The Unitarian Universalist Common Endowment Fund (UUCEF) and Climate Change

The Socially Responsible Investment Committee (“SRIC”) of the UUA has endorsed the fossil fuel divestment resolution on the ballot at the 2014 General Assembly.  If passed, this resolution will allow the UUCEF to continue a process begun years ago of reducing climate-related risk to our investments, while using our power as investors to change corporate behavior.  Here are some of the steps in that strategy.

Choosing our investments

  • We have been divested from coal for years (well before Stanford’s recent announcement).  A few shares are held for advocacy purposes.
  • In collaboration with research firm Sustainalytics, we apply especially stringent social and environmental screens to our direct energy holdings, ensuring that we invest only in best-in-class energy companies.
  • When we invest in pooled vehicles, we question managers about their approach to climate risk and carbon valuation, and prefer those with a climate-friendly approach.
  • As a result, compared to benchmarks, the UUCEF is already underweight in energy, with only 2.9% of the fund currently in companies on the Carbon Tracker 200 list of the largest fossil fuel companies by reserves. This number has declined over the last year, and compares to about 9% for market benchmarks.

Advocating for change

  • We are a member of the Investor Network on Climate Risk (INCR), a group of investors with over $11 trillion in assets that is advocating for disclosure and reduction of carbon emissions at the world’s largest companies.  We “fight above our weight”:  this year, we were in the leadership group for 7% of shareholder resolutions filed by INCR, despite holding only a little over one one-thousandth of one percent of the assets of the group.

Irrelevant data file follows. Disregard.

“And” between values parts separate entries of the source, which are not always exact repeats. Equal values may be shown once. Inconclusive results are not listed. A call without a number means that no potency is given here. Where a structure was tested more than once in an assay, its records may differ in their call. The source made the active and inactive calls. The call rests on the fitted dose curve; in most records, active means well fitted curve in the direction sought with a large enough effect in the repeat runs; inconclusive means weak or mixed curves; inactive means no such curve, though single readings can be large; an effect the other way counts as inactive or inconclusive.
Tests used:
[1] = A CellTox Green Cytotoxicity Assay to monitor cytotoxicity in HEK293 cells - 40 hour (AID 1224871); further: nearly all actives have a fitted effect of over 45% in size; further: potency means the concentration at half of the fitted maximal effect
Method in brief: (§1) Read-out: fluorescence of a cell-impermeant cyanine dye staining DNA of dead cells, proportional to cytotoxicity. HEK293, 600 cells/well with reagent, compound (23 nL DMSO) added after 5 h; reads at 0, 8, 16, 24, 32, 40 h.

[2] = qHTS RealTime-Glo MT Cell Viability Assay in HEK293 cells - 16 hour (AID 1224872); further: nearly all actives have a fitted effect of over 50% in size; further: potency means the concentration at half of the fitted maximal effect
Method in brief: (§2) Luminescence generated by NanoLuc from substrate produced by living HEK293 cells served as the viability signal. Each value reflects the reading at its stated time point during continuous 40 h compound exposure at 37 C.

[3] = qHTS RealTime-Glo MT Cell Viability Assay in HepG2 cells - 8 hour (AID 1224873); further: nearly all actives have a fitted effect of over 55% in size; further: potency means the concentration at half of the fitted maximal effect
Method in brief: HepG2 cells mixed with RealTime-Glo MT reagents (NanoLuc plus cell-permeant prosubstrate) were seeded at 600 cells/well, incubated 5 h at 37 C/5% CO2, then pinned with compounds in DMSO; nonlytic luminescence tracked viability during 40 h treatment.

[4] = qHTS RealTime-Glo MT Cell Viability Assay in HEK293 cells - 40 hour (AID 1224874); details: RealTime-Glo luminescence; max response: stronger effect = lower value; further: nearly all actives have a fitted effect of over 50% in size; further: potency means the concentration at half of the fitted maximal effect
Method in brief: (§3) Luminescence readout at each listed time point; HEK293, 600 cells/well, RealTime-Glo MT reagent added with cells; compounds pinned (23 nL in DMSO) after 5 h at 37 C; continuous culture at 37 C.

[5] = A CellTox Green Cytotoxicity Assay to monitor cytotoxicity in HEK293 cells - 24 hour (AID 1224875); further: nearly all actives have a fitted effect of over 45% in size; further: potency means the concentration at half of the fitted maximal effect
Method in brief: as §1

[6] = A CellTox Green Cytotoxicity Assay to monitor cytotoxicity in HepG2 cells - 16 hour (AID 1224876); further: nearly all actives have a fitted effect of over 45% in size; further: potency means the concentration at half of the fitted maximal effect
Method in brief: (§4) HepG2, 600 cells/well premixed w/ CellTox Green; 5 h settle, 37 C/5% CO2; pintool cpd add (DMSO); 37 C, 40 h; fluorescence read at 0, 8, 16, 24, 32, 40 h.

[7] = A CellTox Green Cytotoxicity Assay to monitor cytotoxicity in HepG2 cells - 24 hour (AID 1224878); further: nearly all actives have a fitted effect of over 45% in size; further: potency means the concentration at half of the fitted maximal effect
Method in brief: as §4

• We are among the original signatories to the Carbon Asset Risk letter, coordinated by environmental advocacy groups CERES and INCR, which asks the world’s largest oil and gas, coal and electric power companies to assess business risks from future carbon regulation.
  • We have been instrumental in getting companies to address the problem of natural gas flaring.  After an engagement with us this year, Oasis Petroleum, one of the country’s largest producers of oil, agreed to minimize natural gas flaring from oil wells by connecting over 90% to gas capturing infrastructure and to report the results in their SEC filings.


To learn more about the UUCEF and investment responses to climate change at the 2014 General Assembly, attend the SRIC’s panel, “Divestment and Beyond: Effecting Social Change via Investments”, to be held on Thursday, at 10:15am in the RICC Ballroom E.